- Our Mission
- Our Leadership
- Diversity, Equity, Inclusion
- Learning Science
- Webinars on Demand
- Digital Community
- English Community
- Psychology Community
- History Community
- Communication Community
- College Success Community
- Economics Community
- Institutional Solutions Community
- Nutrition Community
- Lab Solutions Community
- STEM Community
- Macmillan Community
- Psychology Community
- Psychology Blog
- Genetics: More complex than we are told
Genetics: More complex than we are told
- Subscribe to RSS Feed
- Mark as New
- Mark as Read
- Printer Friendly Page
- Report Inappropriate Content
While it had been common for astronauts to spend six months at the ISS, NASA wanted to know what happens when humans spend even longer in space. Depending on the orbit trajectory chosen – which depends on how much fuel you want to take with you – a trip to Mars could take 7 to 9 months (Carter, n.d.). And then once you get there, you probably want to spend some time there. Heck, I spend more than a few days in Australia when I travel there, and that’s just 7,744 miles/12,462 km. And then you have to travel home from Australia – I mean, Mars.
If you’re NASA and you have identical twin astronauts, there’s only one reasonable thing to do. You put together a team of researchers who are experts in human physiology, behavioral health, microbiology, and epigenetics to find out everything you can about the twins today. Next, you send one of them into space for twelve months. When the astronaut comes back to earth, repeat the measurements for both astronauts. This is NASA’s Twin Study. Mark Kelly* was the twin who stayed on earth; Scott Kelly was the twin who spent a year aboard the International Space Station (ISS)**.
In January, 2018, NASA shared some preliminary research findings from their twin study.
Another interesting finding concerned what some call the “space gene”, which was alluded to in 2017. Researchers now know that 93% of Scott’s genes returned to normal after landing. However, the remaining 7% point to possible longer term changes in genes related to his immune system, DNA repair, bone formation networks, hypoxia, and hypercapnia.
This makes it sound like Scott’s genes underwent some kind of change. Journalists grabbed hold of this and declared that Scott and Mark were no longer twins since their DNA was not the same. This was not what the researchers meant. NASA clarified:
Mark and Scott Kelly are still identical twins; Scott’s DNA did not fundamentally change. What researchers did observe are changes in gene expression, which is how your body reacts to your environment. This likely is within the range for humans under stress, such as mountain climbing or SCUBA diving.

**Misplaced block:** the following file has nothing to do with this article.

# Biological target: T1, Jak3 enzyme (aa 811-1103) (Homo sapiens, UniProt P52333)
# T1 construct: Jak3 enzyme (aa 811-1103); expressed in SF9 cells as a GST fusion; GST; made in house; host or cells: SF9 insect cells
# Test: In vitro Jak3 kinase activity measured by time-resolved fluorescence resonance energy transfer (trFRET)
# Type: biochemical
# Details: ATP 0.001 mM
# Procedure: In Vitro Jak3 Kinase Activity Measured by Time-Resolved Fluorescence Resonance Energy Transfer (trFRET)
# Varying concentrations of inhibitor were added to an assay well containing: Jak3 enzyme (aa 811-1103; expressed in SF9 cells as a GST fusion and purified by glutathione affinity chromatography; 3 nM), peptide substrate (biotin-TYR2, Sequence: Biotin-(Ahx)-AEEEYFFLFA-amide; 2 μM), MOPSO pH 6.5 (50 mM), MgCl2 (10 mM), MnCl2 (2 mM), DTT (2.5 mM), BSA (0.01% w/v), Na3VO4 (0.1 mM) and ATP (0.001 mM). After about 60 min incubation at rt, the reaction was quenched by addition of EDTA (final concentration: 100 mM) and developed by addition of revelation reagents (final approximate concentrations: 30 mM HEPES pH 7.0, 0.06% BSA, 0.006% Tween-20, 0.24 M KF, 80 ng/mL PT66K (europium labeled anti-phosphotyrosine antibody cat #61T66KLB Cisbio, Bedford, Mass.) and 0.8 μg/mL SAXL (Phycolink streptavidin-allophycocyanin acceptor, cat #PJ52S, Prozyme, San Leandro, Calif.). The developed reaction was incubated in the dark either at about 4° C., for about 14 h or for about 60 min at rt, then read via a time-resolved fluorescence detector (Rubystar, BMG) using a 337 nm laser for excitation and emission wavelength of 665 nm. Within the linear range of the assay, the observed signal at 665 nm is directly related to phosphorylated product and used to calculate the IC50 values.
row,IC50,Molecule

What changed were not Scott’s genes, but rather his gene expression – in other words, his epigenetic code.
A Brief History of Everyone Who Ever Lived by scientist and science writer Adam Rutherford is a nice summary of what we know, what we don’t know, and what we would like to know about genetics and, to a lesser extent, epigenetics. Our epigenome is what turns genes on and off. Women who have two X chromosomes (that’s most of us) have all the genes on one X chromosome in each of our cells turned off. “In mammals, epigenetic modifications tend to get reset each generation, but some, very limited, rare epigenetic tags appear to be passed down from parent to child, at least for a couple of generations.” Pregnant women who starved in the Netherlands during the winter of 1944 gave birth to low-birthweight babies (no surprise) who then grew up to give birth to babies who were high-birthweight (surprise). Other research in a rural Swedish community with variable harvests found that boys who experienced a lean year just before entering puberty were more likely to have grandsons – yes, grandsons – who lived longer. But most epigenetic changes are temporary (Rutherford, 2017).
In the case of reporting that astronauts Mark and Scott Kelly were no longer identical twins, the journalists were merely reporting what they understood the NASA press release to be saying, so I’m not going to fault them.
Earlier this month we read headlines declaring that despite years of research showing that the adult human hippocampus produces stem cells that grow into new neurons, that a new study declares that’s not the case at all. I was poised to pounce on journalists for getting this wrong. But I can’t. Once again, it’s the Public Relations department, this time at the University of California at San Francisco.
Now UC San Francisco scientists have shown that in the human hippocampus – a region essential for learning and memory and one of the key places where researchers have been seeking evidence that new neurons continue to be born throughout the lifespan – neurogenesis declines throughout childhood and is undetectable in adults (Weiler, 2018).